Decisions, decisions

Oct. 21, 2016, 11:14 a.m.

Sometimes, deciding whom to ask for advice is as fraught as the decision you need advice for. Anybody who truly cares about you will give you what they think is the best advice. But what a person thinks is best is based on that person’s values, and those values are soaked up from what they observe in and are consciously taught by their culture and environment.

A common answer to this is to take the advice of people who are where you want to be. At first glance, it seems like great advice. And when speaking in generalities, it’s mostly true. If you want to be a professor, you should probably talk to professors about the process and how to accomplish it.

But someone who has been in academia their entire life and never got anything but A’s may not be the best person to look up to if you are a person who has always had terrible experiences with school, doesn’t have stellar grades and spent their childhood and young adulthood doing blue-collar work. And a successful businessperson who started a business in college but came from a wealthy family and has its full support has only the most basic and vague bits of advice for a poor and ambitious freshman struggling to pay tuition. If the paths you travel aren’t similar, then someone else’s map is going to be of little help.

Whenever I came home with some piece of advice, praise or even commentary from my teachers, the response from my parents was always, “That might work for them, and it might be good for a white person or an American, but you’re not white and you’re not American, so do what we say.” My teachers might have praised me for a B+, but that was setting me up for failure because while a white guy getting a B+ was satisfactory, a black female Muslim immigrant getting a B+ wasn’t enough. I wouldn’t get as far on that B+ as my white and male counterparts would. To my parents, staying after school was for white people; they would find networks and community there, but those weren’t for me and wouldn’t help me. And for the most part, my parents were right. The path I have to follow for success is much more similar to theirs than it is to the paths of most of my teachers.

But then there are those pesky values, the things that define not where a person is or where they want to be, but who they are when they get there. Values are pesky because many times they are assumed universal, even though many of them are very much bound by time and place. Although both my father and my advisor have degrees, are successful academically and financially and reached that status in startlingly similar ways, they both still have very different pieces of advice for me. And ideally, one should take the advice of the person with values closest to one’s own values. But this becomes tricky when I don’t exactly know what values I hold.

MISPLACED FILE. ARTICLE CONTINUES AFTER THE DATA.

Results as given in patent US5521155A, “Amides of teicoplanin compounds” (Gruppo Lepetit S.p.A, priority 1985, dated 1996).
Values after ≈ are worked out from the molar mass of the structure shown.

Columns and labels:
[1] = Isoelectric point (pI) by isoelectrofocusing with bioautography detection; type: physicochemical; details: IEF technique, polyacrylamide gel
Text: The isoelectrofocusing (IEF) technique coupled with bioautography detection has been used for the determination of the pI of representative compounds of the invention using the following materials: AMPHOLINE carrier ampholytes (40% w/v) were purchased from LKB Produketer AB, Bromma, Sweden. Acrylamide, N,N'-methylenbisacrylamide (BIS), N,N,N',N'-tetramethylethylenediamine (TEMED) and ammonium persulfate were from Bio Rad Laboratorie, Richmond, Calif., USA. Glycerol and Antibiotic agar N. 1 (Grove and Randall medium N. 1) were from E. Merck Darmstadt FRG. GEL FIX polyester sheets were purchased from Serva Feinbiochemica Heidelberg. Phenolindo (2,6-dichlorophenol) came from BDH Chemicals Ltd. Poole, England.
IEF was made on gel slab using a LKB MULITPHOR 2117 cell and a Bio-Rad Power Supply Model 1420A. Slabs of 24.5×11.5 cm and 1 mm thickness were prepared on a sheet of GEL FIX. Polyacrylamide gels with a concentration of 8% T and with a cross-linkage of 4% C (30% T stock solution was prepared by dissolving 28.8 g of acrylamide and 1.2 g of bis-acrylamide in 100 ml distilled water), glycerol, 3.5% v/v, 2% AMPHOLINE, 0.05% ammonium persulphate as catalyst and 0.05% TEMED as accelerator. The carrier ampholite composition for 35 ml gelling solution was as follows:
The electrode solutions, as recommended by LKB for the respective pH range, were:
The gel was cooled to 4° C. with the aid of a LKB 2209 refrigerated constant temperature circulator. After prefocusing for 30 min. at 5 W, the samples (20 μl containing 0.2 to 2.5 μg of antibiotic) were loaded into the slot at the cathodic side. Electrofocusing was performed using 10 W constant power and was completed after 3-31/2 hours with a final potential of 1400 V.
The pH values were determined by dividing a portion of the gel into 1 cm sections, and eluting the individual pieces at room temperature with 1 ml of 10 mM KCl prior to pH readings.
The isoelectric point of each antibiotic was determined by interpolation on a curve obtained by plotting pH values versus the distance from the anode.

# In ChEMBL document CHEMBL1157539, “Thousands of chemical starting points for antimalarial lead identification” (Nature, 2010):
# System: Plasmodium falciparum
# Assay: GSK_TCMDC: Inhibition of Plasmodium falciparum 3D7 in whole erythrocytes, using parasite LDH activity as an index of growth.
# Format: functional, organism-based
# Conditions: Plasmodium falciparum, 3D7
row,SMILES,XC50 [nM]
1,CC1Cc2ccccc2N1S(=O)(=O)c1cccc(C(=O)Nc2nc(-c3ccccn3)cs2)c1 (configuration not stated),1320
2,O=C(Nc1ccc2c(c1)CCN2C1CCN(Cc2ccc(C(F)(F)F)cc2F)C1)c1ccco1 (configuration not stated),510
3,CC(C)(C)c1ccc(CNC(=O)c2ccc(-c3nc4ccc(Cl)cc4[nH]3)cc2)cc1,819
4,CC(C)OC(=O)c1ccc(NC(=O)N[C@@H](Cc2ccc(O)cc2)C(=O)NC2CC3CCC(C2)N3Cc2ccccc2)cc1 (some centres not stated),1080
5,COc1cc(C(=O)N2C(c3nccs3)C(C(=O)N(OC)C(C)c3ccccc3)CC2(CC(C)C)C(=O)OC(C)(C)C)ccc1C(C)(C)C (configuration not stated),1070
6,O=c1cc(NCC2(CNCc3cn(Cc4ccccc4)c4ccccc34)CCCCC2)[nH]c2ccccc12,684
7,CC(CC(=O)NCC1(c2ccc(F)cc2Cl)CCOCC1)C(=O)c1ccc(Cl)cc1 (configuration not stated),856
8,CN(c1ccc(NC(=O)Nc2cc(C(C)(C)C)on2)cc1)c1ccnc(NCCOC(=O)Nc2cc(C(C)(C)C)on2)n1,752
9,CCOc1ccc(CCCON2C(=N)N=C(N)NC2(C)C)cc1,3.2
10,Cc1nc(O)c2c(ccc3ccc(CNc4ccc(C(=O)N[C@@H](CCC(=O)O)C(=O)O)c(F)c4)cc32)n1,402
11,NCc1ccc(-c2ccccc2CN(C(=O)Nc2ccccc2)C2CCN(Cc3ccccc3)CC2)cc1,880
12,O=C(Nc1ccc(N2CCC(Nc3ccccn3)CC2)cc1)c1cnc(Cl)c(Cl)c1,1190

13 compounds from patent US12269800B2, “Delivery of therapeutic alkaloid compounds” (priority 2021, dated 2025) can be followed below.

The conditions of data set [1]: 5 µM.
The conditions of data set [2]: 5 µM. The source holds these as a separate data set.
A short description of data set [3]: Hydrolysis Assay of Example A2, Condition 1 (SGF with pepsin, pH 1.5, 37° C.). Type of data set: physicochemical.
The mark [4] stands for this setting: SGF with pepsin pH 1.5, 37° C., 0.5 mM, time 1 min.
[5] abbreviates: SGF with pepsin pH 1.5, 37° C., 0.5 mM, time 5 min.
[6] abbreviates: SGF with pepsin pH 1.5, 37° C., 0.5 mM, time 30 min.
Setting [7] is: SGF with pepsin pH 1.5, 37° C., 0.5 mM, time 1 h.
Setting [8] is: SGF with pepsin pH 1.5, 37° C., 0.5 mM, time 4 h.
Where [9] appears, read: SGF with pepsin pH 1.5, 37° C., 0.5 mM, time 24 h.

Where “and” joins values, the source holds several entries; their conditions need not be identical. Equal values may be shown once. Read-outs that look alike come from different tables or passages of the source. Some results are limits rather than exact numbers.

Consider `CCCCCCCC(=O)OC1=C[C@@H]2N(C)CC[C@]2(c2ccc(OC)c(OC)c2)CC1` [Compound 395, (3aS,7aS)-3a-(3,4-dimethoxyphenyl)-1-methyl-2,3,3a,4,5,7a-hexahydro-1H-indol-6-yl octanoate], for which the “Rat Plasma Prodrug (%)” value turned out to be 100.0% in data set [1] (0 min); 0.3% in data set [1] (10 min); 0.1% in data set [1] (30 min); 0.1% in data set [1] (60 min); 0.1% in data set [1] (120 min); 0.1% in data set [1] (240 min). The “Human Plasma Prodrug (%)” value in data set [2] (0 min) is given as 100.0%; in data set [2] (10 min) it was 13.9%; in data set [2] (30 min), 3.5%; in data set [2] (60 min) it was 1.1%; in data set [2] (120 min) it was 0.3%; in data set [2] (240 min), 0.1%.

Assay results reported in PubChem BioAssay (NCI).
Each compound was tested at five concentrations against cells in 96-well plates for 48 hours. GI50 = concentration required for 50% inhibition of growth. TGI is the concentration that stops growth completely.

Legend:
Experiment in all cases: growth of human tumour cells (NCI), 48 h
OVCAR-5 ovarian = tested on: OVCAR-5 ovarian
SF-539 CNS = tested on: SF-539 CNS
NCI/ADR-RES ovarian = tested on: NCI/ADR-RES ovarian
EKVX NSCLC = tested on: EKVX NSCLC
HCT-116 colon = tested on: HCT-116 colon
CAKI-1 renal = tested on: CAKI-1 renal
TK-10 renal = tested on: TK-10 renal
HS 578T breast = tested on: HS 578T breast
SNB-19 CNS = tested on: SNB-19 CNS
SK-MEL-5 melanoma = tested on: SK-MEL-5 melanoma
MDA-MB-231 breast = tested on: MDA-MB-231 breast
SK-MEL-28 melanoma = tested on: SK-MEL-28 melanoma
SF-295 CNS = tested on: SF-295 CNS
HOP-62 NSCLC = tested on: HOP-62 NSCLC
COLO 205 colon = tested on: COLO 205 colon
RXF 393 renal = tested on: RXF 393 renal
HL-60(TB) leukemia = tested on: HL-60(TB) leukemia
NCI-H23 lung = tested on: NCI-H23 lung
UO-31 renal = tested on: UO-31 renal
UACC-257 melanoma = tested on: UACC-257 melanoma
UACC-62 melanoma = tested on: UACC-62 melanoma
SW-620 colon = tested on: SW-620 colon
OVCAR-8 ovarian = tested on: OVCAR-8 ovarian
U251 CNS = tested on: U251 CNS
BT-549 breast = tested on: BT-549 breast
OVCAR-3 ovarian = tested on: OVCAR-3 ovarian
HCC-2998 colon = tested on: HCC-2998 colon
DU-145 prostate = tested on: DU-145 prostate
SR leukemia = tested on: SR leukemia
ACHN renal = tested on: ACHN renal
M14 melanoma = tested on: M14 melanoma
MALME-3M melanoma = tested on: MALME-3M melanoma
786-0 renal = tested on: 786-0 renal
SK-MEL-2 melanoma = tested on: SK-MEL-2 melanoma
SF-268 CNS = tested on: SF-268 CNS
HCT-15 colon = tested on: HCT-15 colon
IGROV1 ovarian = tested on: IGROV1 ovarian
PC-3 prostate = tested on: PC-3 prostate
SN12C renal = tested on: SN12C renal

I know I’m not going to listen to my mother when she advises me to hurry up and settle down so I can get married and have children, because motherhood and the ideal of feminine domesticity is not something I value for myself. And I know I’m going to listen to my advisor when he tells me to apply for a grant, even though it scares me, because boldness is something I value. But when I’m advised to major in something I love instead of something that will make me money, while someone else whom I respect just as much tells me the complete opposite, what do I do? I very much value my happiness, but I also very much value my financial independence, and I don’t know which is more important to me. How do I figure it out?

What about when the culture I grew up in tells me to value family above all else, and the culture I’m in now tells me to value my own success and happiness above all else? What about when my success and happiness is coming at the expense of my family relationships, and when building strong family relationships is undermining my happiness? What is one supposed to do?

I don’t know any adults in a similar situation to mine. So I did what is almost certainly not the right thing to do. I refused to make a choice.  I avoided making a decision until a decision was made for me, and I passively went with it.  I, almost by default, fell onto the path of individuality and personal success. It was a path I had been taught was morally wrong. But I was happier after that.

Unfortunately, I’m not yet convinced that I made the right decision. And I am sure that I’m no closer to answering the above questions, either.

Contact Dabiyyah Agbere at bagbere ‘at’ stanford.edu.

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